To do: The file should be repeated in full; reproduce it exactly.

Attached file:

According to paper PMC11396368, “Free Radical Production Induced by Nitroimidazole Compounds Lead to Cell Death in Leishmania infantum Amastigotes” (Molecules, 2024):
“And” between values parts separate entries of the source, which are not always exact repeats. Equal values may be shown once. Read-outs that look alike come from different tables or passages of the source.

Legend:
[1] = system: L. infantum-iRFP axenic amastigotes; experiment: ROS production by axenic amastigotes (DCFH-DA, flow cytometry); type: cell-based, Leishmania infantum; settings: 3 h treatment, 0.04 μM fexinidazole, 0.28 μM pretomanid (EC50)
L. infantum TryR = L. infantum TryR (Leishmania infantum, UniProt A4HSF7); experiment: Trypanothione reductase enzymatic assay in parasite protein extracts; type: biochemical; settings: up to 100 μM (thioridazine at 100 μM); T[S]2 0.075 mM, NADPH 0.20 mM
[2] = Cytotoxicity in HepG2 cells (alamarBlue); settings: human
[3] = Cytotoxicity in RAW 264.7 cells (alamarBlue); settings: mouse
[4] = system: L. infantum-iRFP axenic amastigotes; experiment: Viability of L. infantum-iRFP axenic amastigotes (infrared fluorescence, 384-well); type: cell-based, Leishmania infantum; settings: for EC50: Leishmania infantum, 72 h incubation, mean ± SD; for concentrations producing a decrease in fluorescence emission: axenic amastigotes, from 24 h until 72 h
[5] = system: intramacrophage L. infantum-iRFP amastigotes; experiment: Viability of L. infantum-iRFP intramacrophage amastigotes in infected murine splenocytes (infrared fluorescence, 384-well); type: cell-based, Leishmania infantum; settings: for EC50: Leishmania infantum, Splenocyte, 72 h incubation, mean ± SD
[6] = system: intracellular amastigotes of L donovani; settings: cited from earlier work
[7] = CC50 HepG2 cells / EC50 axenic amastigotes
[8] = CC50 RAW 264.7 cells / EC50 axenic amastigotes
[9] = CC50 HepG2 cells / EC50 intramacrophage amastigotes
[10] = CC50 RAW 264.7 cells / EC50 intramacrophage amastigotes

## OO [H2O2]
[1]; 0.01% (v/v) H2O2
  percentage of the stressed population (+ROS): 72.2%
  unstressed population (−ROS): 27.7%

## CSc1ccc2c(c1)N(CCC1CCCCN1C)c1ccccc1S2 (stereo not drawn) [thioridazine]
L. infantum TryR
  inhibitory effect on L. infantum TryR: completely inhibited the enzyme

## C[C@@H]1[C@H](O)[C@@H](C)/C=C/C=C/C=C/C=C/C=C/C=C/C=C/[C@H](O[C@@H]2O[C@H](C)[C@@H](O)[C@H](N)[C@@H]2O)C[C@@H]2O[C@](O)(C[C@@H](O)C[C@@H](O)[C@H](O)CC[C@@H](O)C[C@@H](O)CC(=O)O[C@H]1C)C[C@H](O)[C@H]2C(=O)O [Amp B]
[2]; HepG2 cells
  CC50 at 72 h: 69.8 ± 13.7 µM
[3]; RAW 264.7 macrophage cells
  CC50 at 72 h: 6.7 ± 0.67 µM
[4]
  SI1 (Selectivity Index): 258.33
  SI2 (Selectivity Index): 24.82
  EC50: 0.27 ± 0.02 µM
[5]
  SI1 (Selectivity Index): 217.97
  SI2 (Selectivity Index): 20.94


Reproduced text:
According to paper PMC11396368, “Free Radical Production Induced by Nitroimidazole Compounds Lead to Cell Death in Leishmania infantum Amastigotes” (Molecules, 2024):
“And” between values parts separate entries of the source, which are not always exact repeats. Equal values may be shown once. Read-outs that look alike come from different tables or passages of the source.

Legend:
[1] = system: L. infantum-iRFP axenic amastigotes; experiment: ROS production by axenic amastigotes (DCFH-DA, flow cytometry); type: cell-based, Leishmania infantum; settings: 3 h treatment, 0.04 μM fexinidazole, 0.28 μM pretomanid (EC50)
L. infantum TryR = L. infantum TryR (Leishmania infantum, UniProt A4HSF7); experiment: Trypanothione reductase enzymatic assay in parasite protein extracts; type: biochemical; settings: up to 100 μM (thioridazine at 100 μM); T[S]2 0.075 mM, NADPH 0.20 mM
[2] = Cytotoxicity in HepG2 cells (alamarBlue); settings: human
[3] = Cytotoxicity in RAW 264.7 cells (alamarBlue); settings: mouse
[4] = system: L. infantum-iRFP axenic amastigotes; experiment: Viability of L. infantum-iRFP axenic amastigotes (infrared fluorescence, 384-well); type: cell-based, Leishmania infantum; settings: for EC50: Leishmania infantum, 72 h incubation, mean ± SD; for concentrations producing a decrease in fluorescence emission: axenic amastigotes, from 24 h until 72 h
[5] = system: intramacrophage L. infantum-iRFP amastigotes; experiment: Viability of L. infantum-iRFP intramacrophage amastigotes in infected murine splenocytes (infrared fluorescence, 384-well); type: cell-based, Leishmania infantum; settings: for EC50: Leishmania infantum, Splenocyte, 72 h incubation, mean ± SD
[6] = system: intracellular amastigotes of L donovani; settings: cited from earlier work
[7] = CC50 HepG2 cells / EC50 axenic amastigotes
[8] = CC50 RAW 264.7 cells / EC50 axenic amastigotes
[9] = CC50 HepG2 cells / EC50 intramacrophage amastigotes
[10] = CC50 RAW 264.7 cells / EC50 intramacrophage amastigotes

## OO [H2O2]
[1]; 0.01% (v/v) H2O2
  percentage of the stressed population (+ROS): 72.2%
  unstressed population (−ROS): 27.7%

## CSc1ccc2c(c1)N(CCC1CCCCN1C)c1ccccc1S2 (stereo not drawn) [thioridazine]
L. infantum TryR
  inhibitory effect on L. infantum TryR: completely inhibited the enzyme

## C[C@@H]1[C@H](O)[C@@H](C)/C=C/C=C/C=C/C=C/C=C/C=C/C=C/[C@H](O[C@@H]2O[C@H](C)[C@@H](O)[C@H](N)[C@@H]2O)C[C@@H]2O[C@](O)(C[C@@H](O)C[C@@H](O)[C@H](O)CC[C@@H](O)C[C@@H](O)CC(=O)O[C@H]1C)C[C@H](O)[C@H]2C(=O)O [Amp B]
[2]; HepG2 cells
  CC50 at 72 h: 69.8 ± 13.7 µM
[3]; RAW 264.7 macrophage cells
  CC50 at 72 h: 6.7 ± 0.67 µM
[4]
  SI1 (Selectivity Index): 258.33
  SI2 (Selectivity Index): 24.82
  EC50: 0.27 ± 0.02 µM
[5]
  SI1 (Selectivity Index): 217.97
  SI2 (Selectivity Index): 20.94